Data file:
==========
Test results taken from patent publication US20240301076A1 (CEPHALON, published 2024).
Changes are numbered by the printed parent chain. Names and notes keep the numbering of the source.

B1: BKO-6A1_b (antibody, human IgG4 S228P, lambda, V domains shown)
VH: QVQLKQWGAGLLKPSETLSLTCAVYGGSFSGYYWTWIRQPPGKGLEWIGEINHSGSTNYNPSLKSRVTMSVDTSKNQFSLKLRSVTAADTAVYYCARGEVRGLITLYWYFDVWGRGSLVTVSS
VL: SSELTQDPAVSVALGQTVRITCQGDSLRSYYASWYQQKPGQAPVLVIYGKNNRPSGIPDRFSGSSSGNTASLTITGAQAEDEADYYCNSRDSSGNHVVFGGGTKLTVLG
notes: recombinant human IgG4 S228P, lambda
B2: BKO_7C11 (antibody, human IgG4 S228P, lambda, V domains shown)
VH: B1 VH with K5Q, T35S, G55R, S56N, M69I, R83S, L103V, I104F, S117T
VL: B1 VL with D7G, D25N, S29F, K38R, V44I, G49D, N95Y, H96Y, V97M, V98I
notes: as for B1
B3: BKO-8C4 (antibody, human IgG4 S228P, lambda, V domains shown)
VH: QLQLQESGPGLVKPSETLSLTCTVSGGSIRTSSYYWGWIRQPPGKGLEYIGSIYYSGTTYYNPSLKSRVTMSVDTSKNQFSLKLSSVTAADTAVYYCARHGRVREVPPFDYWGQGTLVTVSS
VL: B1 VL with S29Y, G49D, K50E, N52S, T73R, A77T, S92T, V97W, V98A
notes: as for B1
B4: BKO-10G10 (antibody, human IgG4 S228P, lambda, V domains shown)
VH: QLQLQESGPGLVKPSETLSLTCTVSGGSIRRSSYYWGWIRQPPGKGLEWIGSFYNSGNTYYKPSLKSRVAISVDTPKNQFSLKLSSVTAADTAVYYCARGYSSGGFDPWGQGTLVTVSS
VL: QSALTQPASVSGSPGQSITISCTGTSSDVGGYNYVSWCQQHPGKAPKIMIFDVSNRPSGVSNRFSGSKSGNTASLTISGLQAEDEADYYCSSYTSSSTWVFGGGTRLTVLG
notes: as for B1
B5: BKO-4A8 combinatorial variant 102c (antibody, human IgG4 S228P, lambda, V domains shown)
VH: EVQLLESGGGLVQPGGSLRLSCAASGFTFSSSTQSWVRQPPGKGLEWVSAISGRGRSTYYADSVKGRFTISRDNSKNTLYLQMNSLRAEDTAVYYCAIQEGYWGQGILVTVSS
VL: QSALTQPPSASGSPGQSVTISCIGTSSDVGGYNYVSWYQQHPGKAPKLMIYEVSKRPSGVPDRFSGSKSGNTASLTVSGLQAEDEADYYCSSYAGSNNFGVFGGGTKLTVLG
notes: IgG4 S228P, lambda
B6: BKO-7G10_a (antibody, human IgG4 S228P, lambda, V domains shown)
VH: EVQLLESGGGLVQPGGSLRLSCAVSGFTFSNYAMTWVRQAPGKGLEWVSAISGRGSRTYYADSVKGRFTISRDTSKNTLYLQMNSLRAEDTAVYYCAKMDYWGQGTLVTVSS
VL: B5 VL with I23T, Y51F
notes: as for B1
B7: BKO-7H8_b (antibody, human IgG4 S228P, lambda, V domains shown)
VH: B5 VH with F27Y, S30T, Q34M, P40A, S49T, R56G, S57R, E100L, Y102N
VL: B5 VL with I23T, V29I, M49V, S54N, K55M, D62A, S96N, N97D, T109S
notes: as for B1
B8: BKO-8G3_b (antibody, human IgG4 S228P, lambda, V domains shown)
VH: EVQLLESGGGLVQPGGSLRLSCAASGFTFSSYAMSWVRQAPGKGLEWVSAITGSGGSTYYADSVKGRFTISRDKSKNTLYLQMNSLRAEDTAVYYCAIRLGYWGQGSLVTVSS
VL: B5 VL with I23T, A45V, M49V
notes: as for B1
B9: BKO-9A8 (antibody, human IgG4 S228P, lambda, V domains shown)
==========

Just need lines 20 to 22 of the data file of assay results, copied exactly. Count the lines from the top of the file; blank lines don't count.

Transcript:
VH: EVQLLESGGGLVQPGGSLRLSCAASGFTFSSSTQSWVRQPPGKGLEWVSAISGRGRSTYYADSVKGRFTISRDNSKNTLYLQMNSLRAEDTAVYYCAIQEGYWGQGILVTVSS
VL: QSALTQPPSASGSPGQSVTISCIGTSSDVGGYNYVSWYQQHPGKAPKLMIYEVSKRPSGVPDRFSGSKSGNTASLTVSGLQAEDEADYYCSSYAGSNNFGVFGGGTKLTVLG
notes: IgG4 S228P, lambda